68. Our Singapore law practices also regularly second lawyers to companies and law firms in China, precisely for the reason I mentioned. Because when you second, you can, not just understand the way in which you do your work, but you can really be part of the system culturally and be deeply embedded in each other’s society.
69. Beyond legal relations, I would also be interested to see how Singapore and China can strengthen our bilateral relations in general, especially between Singapore and Shanghai in particular.
70. On this, I have, again, a bit of a bias. I recently took over from my Deputy Prime Minister Lawrence Wong, as the co-chair of the Singapore-Shanghai Comprehensive Cooperation Council earlier this year.
71. I think this is a very important platform for both our cities, in fact, both our countries.
72. Singapore and Shanghai share many commonalities. I think the way in which we can deepen that comprehensive cooperation through this council will be very important.
73. I want to see how we can leverage this platform, to drive mutually beneficial projects and initiatives for both of us and both of our economies.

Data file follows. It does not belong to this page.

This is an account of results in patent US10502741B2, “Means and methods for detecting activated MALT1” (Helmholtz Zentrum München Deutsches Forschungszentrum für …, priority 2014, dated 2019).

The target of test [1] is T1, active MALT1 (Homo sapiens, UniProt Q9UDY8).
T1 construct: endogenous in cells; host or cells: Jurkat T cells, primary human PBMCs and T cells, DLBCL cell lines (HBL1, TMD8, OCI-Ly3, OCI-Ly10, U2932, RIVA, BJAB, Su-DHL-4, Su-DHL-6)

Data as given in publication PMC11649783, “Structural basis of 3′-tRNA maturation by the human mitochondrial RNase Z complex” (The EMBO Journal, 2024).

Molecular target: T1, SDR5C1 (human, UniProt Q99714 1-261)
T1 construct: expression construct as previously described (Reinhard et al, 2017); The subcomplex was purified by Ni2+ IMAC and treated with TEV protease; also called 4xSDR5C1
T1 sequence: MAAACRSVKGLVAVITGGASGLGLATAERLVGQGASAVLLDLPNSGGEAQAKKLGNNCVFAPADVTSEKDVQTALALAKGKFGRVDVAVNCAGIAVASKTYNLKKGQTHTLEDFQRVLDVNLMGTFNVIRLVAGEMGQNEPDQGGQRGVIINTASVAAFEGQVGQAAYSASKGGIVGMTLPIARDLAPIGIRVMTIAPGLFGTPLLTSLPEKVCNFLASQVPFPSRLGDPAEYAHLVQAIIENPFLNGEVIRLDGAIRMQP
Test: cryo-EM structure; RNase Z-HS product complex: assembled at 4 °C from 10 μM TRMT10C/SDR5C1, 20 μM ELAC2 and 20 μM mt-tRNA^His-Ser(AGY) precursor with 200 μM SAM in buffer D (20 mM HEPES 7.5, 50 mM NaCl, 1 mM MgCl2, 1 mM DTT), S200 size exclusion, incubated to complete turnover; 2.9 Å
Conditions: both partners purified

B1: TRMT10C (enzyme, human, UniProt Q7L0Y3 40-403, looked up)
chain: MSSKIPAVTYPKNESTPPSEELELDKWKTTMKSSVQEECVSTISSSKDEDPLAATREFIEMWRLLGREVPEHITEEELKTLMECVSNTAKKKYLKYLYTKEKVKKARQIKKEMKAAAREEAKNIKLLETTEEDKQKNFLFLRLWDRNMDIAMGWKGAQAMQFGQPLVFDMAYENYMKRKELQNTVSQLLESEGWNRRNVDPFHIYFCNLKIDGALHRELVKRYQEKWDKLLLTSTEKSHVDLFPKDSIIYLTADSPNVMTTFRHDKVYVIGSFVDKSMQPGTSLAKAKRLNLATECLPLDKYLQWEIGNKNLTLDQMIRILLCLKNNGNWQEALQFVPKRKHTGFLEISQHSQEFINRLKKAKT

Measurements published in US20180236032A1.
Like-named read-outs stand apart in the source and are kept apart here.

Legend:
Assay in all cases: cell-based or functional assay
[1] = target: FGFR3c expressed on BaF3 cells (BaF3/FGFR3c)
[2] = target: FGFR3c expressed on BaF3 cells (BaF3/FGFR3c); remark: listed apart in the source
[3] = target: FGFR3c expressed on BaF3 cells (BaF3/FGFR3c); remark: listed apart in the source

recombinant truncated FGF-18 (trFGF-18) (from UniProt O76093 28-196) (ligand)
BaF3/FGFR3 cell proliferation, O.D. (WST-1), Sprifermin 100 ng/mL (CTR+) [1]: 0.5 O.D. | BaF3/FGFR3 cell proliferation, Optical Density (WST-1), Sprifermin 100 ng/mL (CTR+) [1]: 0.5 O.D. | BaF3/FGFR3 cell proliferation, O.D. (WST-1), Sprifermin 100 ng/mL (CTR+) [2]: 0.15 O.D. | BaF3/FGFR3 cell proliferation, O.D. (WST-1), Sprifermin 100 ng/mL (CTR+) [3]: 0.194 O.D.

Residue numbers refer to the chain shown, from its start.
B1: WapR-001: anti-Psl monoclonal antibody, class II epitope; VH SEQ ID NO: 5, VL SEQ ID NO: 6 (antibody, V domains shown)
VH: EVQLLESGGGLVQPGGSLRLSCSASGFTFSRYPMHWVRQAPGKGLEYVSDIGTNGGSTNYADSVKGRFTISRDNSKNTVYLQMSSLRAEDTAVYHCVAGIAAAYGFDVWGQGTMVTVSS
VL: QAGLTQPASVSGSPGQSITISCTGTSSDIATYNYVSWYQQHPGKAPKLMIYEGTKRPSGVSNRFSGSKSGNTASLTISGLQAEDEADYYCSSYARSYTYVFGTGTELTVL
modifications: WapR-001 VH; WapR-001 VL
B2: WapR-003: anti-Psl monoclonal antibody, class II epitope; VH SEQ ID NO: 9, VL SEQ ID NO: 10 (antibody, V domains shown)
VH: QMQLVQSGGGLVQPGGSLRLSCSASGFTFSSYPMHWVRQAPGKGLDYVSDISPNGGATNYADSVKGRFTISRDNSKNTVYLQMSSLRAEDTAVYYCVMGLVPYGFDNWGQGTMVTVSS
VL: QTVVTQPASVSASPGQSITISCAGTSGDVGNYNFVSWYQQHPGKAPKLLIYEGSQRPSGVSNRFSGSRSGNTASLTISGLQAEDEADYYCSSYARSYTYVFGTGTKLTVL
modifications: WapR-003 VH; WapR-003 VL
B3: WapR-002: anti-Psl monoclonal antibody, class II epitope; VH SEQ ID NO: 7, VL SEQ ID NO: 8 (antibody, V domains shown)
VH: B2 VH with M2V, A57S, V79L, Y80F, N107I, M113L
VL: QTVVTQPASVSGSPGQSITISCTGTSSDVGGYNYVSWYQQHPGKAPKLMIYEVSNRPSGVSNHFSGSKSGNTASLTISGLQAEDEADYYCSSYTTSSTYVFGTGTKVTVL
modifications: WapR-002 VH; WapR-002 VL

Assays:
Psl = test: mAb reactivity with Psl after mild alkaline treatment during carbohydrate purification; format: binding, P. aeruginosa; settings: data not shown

74. It will only be sustainable in the long term, if both of us and our people can see value in the growth and the prosperity together.
75. Finally, as I know that I stand between you and your dinner, I will wrap up.
76. I want to go back to my congratulations to Rajah & Tann. Many years ago, having taken what was then a bold step, not easy at that point in time, to venture to new jurisdictions. You must remember that 2003, back 20 years ago, Singapore jurisdiction and the Chinese and the Shanghainese jurisdiction, are quite different from what it is today.
77. But for Rajah & Tann to have that vision, that longevity of view, and also over the last two decades, that sustainability of perseverance and resilience in making this work. I think it has resulted in what we see today.
78. So, I add my congratulations to the team at Rajah & Tann for the SRO’s 20th anniversary.
79. I am sure this will continue to flourish and grow for many more years to come.
80. Thank you very much.
Last updated on 24 October 2023